If you’re a Yu-Gi-Oh! player looking for a different experience to the card game you know and love, what do you play? For those outside of Japan and Korea, there’s Speed Duel. Using many of the same cards with a smaller card pool and new rules, the game offers a speedier twist on standard play. In these regions, however, something else has been revolutionising the look and feel of Yu-Gi-Oh! for a younger generation, modernising the franchise with a revolutionary twist on the familiar game.
Rush Duel is a new format introduced in Japan in 2020 alongside the premiere of the Yu-Gi-Oh! Sevens anime, a series which for the first time centred this new format rather than the traditional TCG. The mode in many ways offers an evolution to the promises made with Speed Duel, retaining the game’s removal of Extra Monster and Pendulum Zones to simplify the playing field while switching up the rules for a more accelerated style of play.
Just like traditional rules, players start with 8000 life points and can have between 40 and 60 cards in their main deck. However, instead of limiting players to a single Normal Summon per turn, players can summon as many monsters as they want in a single turn.
You also have the introduction of Maximum Summoning, a Rush Duel-specific mechanic for the format’s exclusive Maximum Monsters. These are special monsters made up of three cards, which can be Special Summoned to the field in all three of your Monster Zones if all cards are in your hand at the same time. On the field, they’re treated as a single monster without Defense points similar to Link Monsters in the standard game, although very few exist in the physical game at this time. You also have Legend cards, with players limited to just a single Legend per deck, and Fusion Summons must be performed with cards on the field, not in the hand.
While many cards in the TCG will state whether a card’s effect can only be activated once per turn, the redesigned cards of Rush Duel make this implicit to all cards while face-up on the field.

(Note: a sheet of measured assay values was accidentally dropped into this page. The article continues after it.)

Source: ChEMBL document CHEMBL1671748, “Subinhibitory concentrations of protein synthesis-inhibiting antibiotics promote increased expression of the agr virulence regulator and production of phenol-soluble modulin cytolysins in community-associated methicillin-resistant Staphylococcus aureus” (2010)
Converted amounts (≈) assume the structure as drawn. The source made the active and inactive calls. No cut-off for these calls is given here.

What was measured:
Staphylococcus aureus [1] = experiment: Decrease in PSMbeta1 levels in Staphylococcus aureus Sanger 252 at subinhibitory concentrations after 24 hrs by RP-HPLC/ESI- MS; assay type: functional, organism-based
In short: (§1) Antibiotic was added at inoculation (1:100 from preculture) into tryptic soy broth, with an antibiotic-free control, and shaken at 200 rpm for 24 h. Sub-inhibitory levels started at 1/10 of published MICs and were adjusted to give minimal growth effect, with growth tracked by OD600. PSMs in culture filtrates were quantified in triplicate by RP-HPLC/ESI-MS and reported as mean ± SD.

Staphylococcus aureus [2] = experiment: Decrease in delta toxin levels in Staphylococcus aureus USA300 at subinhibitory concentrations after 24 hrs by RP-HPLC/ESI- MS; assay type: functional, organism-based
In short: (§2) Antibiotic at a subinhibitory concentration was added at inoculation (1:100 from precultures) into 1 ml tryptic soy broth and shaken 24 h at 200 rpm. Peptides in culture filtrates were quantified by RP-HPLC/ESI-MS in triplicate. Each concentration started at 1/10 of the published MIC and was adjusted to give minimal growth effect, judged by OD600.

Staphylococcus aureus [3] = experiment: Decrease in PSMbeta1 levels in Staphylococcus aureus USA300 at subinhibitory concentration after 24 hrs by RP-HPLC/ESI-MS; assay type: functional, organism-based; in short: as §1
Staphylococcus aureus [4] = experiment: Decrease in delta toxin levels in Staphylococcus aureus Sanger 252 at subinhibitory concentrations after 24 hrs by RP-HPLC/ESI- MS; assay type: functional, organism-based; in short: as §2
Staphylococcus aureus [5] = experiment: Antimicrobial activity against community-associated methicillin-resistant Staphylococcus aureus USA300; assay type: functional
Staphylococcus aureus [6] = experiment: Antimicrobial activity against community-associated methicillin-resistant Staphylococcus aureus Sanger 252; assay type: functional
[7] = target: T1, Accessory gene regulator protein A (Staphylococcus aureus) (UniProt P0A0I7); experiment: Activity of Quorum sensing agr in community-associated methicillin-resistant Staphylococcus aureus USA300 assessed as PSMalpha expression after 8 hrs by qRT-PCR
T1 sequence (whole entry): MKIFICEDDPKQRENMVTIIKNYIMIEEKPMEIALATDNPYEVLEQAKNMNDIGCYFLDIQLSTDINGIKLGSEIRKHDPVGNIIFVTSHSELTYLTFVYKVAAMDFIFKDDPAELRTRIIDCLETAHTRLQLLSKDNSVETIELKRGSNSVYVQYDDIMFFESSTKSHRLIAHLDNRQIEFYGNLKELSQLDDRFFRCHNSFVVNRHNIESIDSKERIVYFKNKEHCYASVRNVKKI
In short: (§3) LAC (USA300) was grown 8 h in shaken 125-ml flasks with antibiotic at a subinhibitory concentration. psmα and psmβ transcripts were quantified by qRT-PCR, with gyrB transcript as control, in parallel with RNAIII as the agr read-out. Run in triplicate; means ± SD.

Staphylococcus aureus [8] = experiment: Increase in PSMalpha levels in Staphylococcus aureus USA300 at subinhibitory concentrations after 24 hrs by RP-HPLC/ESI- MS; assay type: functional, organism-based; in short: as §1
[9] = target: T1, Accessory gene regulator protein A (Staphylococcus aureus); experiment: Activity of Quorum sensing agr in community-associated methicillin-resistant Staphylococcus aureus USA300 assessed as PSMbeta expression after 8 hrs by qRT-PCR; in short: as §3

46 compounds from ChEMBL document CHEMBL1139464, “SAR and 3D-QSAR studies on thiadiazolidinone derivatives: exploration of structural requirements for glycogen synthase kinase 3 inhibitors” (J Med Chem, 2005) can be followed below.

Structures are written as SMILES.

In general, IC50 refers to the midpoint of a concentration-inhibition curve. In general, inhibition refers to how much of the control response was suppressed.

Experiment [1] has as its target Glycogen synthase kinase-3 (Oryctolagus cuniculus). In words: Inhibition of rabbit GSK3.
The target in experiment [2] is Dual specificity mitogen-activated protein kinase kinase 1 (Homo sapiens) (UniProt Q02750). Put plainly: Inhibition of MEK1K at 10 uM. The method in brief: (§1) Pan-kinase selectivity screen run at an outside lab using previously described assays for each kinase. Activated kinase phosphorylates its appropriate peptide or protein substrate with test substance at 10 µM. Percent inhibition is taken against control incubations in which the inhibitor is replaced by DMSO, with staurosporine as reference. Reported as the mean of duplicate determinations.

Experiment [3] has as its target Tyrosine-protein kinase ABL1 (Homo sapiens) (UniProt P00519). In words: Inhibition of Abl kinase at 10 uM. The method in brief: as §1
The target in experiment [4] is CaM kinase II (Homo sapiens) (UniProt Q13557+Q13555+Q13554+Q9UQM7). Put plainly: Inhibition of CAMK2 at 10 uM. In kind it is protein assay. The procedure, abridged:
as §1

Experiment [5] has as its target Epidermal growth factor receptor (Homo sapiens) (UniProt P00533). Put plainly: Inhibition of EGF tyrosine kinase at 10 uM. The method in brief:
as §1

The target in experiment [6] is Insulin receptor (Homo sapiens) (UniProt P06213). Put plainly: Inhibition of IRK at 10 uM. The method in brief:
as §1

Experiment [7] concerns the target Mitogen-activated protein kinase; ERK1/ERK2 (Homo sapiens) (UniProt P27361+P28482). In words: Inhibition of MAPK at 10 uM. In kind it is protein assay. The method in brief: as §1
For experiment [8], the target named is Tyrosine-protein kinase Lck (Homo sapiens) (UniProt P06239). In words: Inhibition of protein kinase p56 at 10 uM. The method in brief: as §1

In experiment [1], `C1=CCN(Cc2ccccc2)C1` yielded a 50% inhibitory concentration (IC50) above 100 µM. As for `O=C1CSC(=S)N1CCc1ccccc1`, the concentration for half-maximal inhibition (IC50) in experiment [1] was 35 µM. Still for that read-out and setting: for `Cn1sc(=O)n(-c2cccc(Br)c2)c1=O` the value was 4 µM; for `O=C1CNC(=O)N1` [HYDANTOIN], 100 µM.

Rush Duel offers an evolution to the promises made with Speed Duel of simpler gameplay, while switching up the rules for a more accelerated style of play.
As Yu-Gi-Oh! has grown more complex, so have card effects. Cards in Rush Duel have been completely redesigned to separate cost and effect onto separate lines in simplified language, which makes the cards easier to understand. This change has similarly helped to redesign the cards to centre bolder, larger artwork and even Pokémon-style full-art cards in more recent sets, known as Over-Rush Rares. The designs are arguably more appealing, making the constrained artwork of the traditional game look almost old-fashioned by comparison.
The timing on card effects differ too, in turn affecting the timing for counter effects and chain links. In Rush Duel the cost and effect of a card activate at the same time, simplifying the mechanic and making it more difficult to miss timing with counter effects.
This sounds like a lot of change, but what’s the main appeal of all this?
To find out, we picked up the Yudias Velgear and Yuamu Odo starter decks for Rush Duel released at the end of 2022, as well as recent Deck Modification Pack: Fortissimo of the Whirlwinds boosters.
Yuamu Odo’s deck features powerful Dragon-type monsters that you use to flood the field to inflict both battle and chip damage using their high ATK and effects. Many effects in this deck rely on cycling Dragon monsters between the field, graveyard, deck and hand to activate various effects to chip damage, ultimately ending the turn with the most powerful monsters on the field.
The deck’s cover monster, Red-Boot Boost Dragon, can return up to seven Dragon-type monsters in the graveyard to the deck to inflict 100 life points of damage for each. Perhaps even stronger is Terrorstrike Dragon Stock Buster, which lets you send one card from your hand to the graveyard if your opponent has five or more cards on the field to reduce all opposing monster ATK by 1500 until the end of the turn. A high requirement, but not impossible with the nature of the format - and very rewarding.